The Audi A4 features a new grille, with more agressive headlamps. Pix by Goh Thean Howe
The Audi has a 480-litre rear boot. Pix by Goh Thean Howe

THE Audi A4 has been in production since late 1994 and has seen various iterations by the German car manufacturer Audi, a subsidiary of the Volkswagen Group.

The layout of Audi’s A4 typically consists of a longitudinal engine front-engine design, with a transaxle-type transmission mounted at the rear of the engine.†


The Audi A4 comes with 17-inch parallel-spoke design wheels. Pix by Goh Thean Howe

Most of the cars are front-wheel drive, or “quattro” all-wheel drive on some models. The Audi A4 has been the company’s bread and butter vehicle for more than a decade. Last September, Audi Malaysia introduced its 9th generation Audi A4, eight years after the 8th generation was introduced.

The newest A4 is Audi’s entry into the competitive compact executive saloon class and it will face off against the BMW 3 Series and Mercedes-Benz C-Class in a battle for dominance of the segment. The company has invested big in this new model, creating one of the most attractive and competitive cars in its class.

We had a chance to test drive the 9th generation A4.


The 2.0 litre inline four-cylinder engine with direct injection, turbocharger and Audi valvelift system is paired with a 7-speed S-tronic wet dual-clutch transmission. It produces 190 hp between 4,200 and 6,000 rpm, and 320 Nm of torque between 1,450 and 4,200 rpm. Pix by Goh Thean Howe

INTRODUCING THE A4

The front wheel drive 2.0 TFSI Audi A4 is powered by a 2.0 litre inline four-cylinder engine with direct injection, exhaust turbocharger and Audi valvelift system that is paired with a 7-speed S-tronic wet dual-clutch transmission. It can produce 190 hp at 4,200 to 6,000 rpm, and 320 Nm of torque at 1,450 to 4,200 rpm.

It is about 4,726mm in length, 1,842 in width, 1,427 in height and most importantly it weighs about 1,405 kg, a 120 kg lighter than the 8th generation A4, due to a mix of materials and lightweight design. It also makes the A4 the lightest vehicle in its class. It has a boot space of 480 litres and a fuel tank of 54 litres.


The rear of the A4 gets a new pair of LED lamps with dynamic indicators and a dual exhaust. Pix by Goh Thean Howe

Audi claims that the A4 2.0 TFSI can sprint from stand still to 100kph in 7.3 seconds with a top speed of 210kph. Yet, for all its power and performance it practically sips petrol, consuming only 4.9 litres per 100km.

The Audi A4 comes with equipped with 17-inch five parallel-spoke design wheels, LED headlamps with LED daytime running lights, LED tail lights.

It also has cruise control, a multi media interface radio plus, seven-inch display, a multi-function steering wheel with shift paddles, a 10-speaker sound system, auto wiper, Audi drive select and front passenger power seats.†

Its core safety features includes six airbags, Anti-lock Braking System (ABS), Electronic Brake Force Distribution (EBD), Electronic Stabilisation Control (ESC), Traction Control (ASR), Electronic Differential Lock (EDL), parking aid plus and ISO Fix.

The Audi A4 is priced at RM248,900 inclusive of the six per cent Goods and Services Tax, but without insurance. It has a four-year or 120,000km warranty, which ever comes first.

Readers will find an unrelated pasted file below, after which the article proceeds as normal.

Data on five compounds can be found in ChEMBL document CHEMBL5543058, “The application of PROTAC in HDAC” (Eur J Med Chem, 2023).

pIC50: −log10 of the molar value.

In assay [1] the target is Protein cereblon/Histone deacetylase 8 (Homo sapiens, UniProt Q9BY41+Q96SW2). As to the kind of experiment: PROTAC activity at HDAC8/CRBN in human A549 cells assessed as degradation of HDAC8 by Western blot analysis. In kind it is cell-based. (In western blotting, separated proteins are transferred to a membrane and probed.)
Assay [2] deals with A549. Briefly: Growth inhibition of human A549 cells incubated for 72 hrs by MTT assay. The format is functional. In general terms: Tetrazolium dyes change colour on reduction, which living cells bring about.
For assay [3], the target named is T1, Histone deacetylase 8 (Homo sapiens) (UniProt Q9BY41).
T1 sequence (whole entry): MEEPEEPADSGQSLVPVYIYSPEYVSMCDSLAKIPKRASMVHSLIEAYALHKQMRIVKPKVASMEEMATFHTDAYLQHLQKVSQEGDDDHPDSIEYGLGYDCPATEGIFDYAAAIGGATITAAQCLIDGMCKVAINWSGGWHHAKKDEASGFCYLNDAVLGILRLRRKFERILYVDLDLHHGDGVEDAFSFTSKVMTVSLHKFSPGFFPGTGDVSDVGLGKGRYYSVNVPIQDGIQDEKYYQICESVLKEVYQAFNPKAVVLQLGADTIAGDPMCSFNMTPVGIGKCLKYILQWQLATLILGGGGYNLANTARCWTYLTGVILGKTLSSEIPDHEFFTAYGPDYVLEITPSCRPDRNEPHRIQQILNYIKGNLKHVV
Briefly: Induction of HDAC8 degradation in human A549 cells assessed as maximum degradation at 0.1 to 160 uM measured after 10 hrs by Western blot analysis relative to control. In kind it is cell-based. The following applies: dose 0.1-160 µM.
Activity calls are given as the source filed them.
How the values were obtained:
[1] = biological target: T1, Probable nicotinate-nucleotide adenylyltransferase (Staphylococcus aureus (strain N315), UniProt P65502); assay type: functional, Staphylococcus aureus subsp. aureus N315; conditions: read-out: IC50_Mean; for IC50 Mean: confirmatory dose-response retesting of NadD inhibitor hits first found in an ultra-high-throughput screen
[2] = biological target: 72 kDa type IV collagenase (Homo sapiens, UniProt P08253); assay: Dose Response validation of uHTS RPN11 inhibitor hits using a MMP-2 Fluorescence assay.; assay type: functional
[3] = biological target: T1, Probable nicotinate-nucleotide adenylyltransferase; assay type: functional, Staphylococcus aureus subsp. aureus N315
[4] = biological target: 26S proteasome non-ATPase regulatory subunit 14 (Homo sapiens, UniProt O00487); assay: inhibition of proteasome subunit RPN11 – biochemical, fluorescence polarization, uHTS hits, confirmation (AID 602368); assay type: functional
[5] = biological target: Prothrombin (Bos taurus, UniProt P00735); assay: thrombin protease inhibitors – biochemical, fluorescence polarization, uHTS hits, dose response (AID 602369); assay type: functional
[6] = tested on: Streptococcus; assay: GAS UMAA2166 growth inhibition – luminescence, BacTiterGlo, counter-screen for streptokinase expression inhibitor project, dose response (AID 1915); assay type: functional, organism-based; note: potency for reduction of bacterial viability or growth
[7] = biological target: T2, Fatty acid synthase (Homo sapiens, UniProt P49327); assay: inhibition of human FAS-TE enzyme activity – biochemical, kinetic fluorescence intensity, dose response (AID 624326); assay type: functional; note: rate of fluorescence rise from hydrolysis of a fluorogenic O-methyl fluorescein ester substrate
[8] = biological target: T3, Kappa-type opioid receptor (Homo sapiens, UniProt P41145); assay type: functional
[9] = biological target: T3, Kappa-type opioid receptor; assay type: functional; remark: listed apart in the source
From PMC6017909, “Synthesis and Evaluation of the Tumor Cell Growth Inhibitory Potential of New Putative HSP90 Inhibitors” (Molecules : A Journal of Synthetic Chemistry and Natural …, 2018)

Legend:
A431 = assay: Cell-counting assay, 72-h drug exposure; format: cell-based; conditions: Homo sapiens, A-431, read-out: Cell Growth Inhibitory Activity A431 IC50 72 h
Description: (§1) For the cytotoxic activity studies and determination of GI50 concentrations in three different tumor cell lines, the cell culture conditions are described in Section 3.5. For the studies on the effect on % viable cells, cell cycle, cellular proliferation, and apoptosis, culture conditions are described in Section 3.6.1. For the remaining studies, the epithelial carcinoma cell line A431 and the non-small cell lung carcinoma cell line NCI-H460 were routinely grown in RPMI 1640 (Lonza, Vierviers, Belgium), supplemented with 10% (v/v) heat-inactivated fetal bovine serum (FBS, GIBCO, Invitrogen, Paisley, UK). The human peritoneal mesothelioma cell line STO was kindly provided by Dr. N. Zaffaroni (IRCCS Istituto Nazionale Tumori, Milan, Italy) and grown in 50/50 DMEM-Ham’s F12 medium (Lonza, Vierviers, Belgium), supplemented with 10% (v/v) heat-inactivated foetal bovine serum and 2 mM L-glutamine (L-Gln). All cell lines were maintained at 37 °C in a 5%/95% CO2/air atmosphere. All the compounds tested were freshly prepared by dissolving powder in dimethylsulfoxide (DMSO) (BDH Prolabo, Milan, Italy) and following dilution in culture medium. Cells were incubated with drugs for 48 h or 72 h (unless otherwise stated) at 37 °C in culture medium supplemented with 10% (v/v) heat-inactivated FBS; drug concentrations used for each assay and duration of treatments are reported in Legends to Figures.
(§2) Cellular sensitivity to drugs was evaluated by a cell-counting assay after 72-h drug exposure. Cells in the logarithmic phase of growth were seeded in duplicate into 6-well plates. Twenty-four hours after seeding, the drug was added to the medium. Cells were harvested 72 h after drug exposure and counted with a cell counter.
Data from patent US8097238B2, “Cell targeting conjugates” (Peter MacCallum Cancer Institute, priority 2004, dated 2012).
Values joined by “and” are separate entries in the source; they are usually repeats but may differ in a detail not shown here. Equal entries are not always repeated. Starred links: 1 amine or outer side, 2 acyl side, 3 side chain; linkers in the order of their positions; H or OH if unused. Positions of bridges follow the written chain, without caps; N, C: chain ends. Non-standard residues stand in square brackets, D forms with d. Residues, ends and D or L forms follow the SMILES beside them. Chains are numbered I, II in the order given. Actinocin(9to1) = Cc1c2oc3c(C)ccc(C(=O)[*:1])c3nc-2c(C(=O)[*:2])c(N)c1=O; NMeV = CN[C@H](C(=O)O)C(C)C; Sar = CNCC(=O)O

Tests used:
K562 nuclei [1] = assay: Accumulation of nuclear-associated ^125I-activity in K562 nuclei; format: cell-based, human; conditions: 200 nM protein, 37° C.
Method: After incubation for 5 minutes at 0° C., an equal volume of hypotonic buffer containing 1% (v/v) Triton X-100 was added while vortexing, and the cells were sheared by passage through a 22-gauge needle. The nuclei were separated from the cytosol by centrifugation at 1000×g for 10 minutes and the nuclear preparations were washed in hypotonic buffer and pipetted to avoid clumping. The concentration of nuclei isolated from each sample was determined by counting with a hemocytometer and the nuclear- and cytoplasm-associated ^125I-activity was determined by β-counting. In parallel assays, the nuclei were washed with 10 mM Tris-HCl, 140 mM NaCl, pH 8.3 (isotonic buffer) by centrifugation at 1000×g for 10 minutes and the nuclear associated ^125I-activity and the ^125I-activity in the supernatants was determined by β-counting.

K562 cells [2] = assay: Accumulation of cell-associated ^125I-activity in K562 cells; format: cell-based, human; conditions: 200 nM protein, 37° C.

The interior of the Audi A4 has a mixture of leather and aluminium finishing. Pix by Goh Thean Howe

THE DRIVE

We managed to drive the Audi A4 for 380km. Its engine and transmission was smooth and powerful.

The Audi A4’s light steering setting, responds very accurately and sharply. It makes tackling winding corners easy.†

The hard suspension and absorber setting is too stiff for comfort, especially for the rear passengers. However, it overcomes most rough roads well, with only the bigger potholes and sharper bumps being felt.

The design of the new LED headlamps and tail lights when the signal indicator is switched gives the Audi A4 a futuristic and elegant look.

Like the Audi Q7, its dashboard and centre console setting can be tuned by the switches located near the gear lever.

There were no wind and engine noise during low and high speed driving, but its tyre noise was noticeable, especially at high speed. The Audi A4 also has a reasonable head and legroom for both the front and back passengers. Its 480-litre boot capacity was a little disappointing, (we had trouble fitting in a large-sized baby stroller).

But Audi’s MMI radio plus is easy to operate. The 10-speaker sound system produces a sharp and clear treble but stops short of a full solid bass.

We managed to clock about 5.8 to 6.3 litres per 100km cruising on the highway at 110kph. On an average city and highway driving, it recorded 7.9 to 9.4 litres per 100km. After some aggressive acceleration, it consumed 12.2 to 13.4 litres per 100km. It is quite fuel efficient given that it is a 2.0 litre inline four-cylinder turbocharged engine.

Other than the stiff absorber settings that bothered passengers sitting at the back, Audi should install with blind spot warning system in the A4 to enhance the safety aspects of the car. It should improve the locking system of the A4, as currently passengers just need to pull the door lever twice to open the door from the inside, even though the driver has central locked the car.

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